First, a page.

While many healthcare covered entities (such as physicians and physician practices) believe they are compliant with the Health Insurance Portability and Accountability Act (“HIPAA”) Privacy and Security Rules, the ACH settlement: i) underscores that healthcare covered entities need to proactively and robustly consider HIPAA compliance (i.e., revisiting/improving previously adopted HIPAA policies and procedures or developing new HIPAA policies and procedures (if not previously prepared), continually implementing and improving security measures, performing robust risk analyses to identify and mitigate all potential risks and vulnerabilities, training staff, etc.); and ii) demonstrates that even the failure to have one Business Associate Agreement in place with a business associate can have significant financial and reputational repercussions following an OCR investigation.
It is highly recommended that covered entities consider how much attention has been given to overall HIPAA compliance (before a breach of protected health information or the discovery that the covered entity failed to implement a HIPAA requirement). Although investing resources in HIPAA compliance, security safeguards, and training now does not necessarily have an immediate return on investment, proactively addressing HIPAA compliance will help mitigate potential damages (financial and reputational) in the future.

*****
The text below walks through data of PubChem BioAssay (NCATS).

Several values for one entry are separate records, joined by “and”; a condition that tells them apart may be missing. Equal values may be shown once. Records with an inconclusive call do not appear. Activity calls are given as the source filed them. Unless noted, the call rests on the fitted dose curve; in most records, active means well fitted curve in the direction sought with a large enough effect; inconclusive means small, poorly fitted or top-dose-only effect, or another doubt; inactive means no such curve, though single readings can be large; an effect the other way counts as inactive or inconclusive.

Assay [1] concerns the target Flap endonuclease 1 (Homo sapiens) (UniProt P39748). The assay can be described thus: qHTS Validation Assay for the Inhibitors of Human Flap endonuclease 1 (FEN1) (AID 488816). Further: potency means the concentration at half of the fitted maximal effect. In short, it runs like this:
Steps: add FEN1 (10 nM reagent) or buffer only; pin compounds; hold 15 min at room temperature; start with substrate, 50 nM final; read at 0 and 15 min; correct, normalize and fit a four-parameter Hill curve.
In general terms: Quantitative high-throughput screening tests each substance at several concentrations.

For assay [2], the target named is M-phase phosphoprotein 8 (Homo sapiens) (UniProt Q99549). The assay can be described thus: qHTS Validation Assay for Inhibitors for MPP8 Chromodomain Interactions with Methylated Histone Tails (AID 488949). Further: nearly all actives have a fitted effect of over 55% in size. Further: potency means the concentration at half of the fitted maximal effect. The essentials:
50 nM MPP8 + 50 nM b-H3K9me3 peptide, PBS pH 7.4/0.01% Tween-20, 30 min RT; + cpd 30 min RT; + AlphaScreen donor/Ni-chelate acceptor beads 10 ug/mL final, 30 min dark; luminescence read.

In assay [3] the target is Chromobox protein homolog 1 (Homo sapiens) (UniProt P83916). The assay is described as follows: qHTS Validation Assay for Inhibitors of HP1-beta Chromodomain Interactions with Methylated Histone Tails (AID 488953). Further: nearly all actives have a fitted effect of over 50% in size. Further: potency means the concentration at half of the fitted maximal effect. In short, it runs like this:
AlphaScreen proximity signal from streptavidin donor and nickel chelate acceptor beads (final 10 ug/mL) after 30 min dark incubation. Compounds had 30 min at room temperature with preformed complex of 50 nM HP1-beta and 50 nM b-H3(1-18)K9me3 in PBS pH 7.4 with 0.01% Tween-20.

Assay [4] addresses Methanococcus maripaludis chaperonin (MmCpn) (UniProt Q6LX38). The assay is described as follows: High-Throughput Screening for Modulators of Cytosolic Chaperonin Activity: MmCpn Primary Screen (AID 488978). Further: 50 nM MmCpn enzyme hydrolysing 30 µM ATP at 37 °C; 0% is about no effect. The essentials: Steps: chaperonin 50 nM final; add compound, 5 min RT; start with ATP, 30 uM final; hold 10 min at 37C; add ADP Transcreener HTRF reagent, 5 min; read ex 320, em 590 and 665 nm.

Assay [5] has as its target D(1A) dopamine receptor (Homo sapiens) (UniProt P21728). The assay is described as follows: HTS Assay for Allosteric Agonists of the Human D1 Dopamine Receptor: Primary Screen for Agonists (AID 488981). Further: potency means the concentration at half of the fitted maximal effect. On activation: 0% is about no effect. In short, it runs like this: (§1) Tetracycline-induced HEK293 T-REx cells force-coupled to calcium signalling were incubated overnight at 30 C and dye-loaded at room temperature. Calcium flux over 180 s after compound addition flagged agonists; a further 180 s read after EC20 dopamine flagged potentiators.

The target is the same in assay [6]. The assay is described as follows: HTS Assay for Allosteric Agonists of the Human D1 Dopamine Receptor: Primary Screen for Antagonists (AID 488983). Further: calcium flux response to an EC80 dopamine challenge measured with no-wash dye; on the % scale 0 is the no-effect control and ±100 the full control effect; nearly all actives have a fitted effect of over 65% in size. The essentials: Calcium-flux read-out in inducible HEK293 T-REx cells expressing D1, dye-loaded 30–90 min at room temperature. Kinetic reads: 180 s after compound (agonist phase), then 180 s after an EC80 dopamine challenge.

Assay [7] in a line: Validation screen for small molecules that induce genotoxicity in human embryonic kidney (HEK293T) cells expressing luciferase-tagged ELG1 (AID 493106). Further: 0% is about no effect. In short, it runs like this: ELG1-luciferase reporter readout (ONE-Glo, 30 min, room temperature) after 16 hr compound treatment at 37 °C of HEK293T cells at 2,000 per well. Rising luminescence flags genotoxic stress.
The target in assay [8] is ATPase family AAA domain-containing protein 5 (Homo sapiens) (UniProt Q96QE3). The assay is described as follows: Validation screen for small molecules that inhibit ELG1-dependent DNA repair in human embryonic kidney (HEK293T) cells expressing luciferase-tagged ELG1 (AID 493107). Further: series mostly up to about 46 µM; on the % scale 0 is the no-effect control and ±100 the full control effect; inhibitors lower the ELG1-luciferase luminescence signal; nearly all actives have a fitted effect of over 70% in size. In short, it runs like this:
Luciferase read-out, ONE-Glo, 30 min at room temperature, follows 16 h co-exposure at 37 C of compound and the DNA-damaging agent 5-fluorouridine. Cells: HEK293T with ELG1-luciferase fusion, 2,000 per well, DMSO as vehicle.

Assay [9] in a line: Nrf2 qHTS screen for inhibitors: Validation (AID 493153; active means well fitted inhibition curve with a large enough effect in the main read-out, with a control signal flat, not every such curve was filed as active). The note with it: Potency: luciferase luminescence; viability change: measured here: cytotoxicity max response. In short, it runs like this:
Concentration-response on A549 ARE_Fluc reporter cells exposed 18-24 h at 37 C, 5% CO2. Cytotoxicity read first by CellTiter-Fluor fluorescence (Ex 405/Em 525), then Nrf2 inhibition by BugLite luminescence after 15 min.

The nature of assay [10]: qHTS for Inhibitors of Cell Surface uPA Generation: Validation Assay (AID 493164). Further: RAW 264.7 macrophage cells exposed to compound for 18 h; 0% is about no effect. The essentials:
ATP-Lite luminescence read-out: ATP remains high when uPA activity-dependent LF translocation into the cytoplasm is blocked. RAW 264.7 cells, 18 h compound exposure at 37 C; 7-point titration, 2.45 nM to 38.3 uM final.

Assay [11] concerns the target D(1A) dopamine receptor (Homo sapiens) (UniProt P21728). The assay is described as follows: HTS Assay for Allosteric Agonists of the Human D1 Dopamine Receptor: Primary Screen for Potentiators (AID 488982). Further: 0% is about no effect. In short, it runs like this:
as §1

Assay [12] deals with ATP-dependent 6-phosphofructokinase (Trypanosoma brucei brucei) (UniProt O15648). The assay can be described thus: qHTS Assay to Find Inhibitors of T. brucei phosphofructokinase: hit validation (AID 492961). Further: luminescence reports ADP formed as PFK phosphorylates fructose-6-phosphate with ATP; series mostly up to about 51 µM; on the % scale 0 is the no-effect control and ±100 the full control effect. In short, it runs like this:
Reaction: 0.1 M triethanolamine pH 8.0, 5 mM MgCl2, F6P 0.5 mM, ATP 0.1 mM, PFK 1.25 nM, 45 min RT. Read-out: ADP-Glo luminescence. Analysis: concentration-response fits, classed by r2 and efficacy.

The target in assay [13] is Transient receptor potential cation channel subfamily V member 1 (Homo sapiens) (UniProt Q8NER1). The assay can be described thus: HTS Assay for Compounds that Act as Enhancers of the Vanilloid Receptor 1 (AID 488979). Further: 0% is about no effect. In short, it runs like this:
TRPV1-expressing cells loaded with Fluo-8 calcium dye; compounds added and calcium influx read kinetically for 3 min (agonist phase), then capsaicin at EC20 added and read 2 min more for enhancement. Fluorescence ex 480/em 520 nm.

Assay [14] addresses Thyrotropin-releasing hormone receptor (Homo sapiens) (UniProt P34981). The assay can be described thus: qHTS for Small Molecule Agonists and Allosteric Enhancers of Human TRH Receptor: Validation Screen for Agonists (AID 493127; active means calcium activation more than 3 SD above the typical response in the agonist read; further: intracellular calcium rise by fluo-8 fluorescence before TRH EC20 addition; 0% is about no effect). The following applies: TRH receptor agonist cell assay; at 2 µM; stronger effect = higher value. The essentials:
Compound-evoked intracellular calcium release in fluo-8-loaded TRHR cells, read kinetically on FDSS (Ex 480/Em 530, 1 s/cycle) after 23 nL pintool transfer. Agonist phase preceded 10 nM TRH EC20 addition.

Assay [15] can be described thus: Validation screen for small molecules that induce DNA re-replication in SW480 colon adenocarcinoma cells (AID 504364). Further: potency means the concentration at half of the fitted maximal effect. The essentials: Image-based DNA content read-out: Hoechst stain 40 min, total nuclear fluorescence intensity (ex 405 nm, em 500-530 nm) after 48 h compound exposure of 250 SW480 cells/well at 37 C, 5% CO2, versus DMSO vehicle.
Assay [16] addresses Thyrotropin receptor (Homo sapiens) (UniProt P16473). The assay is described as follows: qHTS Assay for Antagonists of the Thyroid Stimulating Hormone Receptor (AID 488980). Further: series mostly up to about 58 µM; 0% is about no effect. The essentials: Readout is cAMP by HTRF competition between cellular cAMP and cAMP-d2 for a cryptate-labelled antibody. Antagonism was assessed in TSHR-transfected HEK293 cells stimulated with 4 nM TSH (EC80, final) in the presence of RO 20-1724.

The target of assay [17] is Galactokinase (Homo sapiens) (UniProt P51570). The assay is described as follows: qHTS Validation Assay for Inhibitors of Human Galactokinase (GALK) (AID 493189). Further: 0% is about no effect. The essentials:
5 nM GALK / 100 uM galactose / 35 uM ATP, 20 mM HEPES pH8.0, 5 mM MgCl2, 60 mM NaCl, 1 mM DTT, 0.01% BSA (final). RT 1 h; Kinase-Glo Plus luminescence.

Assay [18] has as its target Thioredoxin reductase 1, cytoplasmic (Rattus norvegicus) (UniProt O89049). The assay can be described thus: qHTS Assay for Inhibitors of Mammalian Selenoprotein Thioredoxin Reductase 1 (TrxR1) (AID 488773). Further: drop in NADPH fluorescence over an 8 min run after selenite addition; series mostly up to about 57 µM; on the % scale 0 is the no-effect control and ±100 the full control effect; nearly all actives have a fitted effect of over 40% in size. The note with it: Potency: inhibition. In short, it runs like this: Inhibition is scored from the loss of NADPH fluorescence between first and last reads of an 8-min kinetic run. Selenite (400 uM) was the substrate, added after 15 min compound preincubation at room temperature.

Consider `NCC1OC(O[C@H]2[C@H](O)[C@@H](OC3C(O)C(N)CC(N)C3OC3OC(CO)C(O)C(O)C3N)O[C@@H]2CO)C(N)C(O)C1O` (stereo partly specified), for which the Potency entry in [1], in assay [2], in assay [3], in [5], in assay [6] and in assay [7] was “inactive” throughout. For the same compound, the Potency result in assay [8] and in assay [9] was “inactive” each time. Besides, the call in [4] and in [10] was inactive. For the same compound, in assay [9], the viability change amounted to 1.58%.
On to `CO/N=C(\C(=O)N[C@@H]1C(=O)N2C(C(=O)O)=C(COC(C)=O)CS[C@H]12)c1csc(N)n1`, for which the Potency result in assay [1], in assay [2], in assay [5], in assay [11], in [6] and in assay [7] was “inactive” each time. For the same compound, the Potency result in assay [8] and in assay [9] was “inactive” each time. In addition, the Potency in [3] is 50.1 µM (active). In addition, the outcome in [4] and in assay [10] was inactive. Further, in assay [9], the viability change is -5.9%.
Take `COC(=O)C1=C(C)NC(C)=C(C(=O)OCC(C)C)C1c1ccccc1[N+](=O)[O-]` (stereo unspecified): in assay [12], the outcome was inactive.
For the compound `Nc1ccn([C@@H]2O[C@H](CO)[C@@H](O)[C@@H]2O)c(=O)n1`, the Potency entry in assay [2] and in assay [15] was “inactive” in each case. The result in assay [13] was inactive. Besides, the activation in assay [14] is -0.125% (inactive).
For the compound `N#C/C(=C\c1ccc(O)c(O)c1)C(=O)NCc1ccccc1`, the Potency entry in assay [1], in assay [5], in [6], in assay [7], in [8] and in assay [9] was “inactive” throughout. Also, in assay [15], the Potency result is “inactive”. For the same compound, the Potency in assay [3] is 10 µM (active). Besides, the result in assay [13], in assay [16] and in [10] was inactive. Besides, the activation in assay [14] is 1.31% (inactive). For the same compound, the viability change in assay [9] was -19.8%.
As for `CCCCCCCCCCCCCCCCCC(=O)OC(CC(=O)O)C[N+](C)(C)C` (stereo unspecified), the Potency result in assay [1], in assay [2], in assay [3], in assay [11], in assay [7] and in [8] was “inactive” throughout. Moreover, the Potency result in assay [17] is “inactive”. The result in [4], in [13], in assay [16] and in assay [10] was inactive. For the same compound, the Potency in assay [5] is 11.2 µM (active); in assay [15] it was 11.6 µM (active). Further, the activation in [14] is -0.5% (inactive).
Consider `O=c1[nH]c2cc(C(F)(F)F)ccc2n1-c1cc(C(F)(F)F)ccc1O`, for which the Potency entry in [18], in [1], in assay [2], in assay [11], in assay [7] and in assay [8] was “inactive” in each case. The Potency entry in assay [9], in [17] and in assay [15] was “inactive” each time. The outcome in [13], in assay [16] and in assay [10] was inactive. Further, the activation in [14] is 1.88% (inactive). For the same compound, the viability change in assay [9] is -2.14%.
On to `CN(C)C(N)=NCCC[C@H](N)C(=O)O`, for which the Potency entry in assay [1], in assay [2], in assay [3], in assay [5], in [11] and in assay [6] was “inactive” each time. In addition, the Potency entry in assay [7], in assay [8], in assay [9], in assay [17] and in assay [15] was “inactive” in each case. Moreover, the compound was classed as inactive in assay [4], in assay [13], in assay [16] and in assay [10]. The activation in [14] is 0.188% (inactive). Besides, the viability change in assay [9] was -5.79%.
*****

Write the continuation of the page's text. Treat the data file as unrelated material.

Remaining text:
Aaron J. Beresh, Esq. is an attorney with The Health Law Partners, P.C., and represents healthcare providers and practices in almost all areas of healthcare law with a particular focus on corporate/transactional matters, regulatory, and privacy/security matters. Aaron can be reached at (248) 939-0463.
This blog post is for general informational purposes only, and does not constitute legal advice.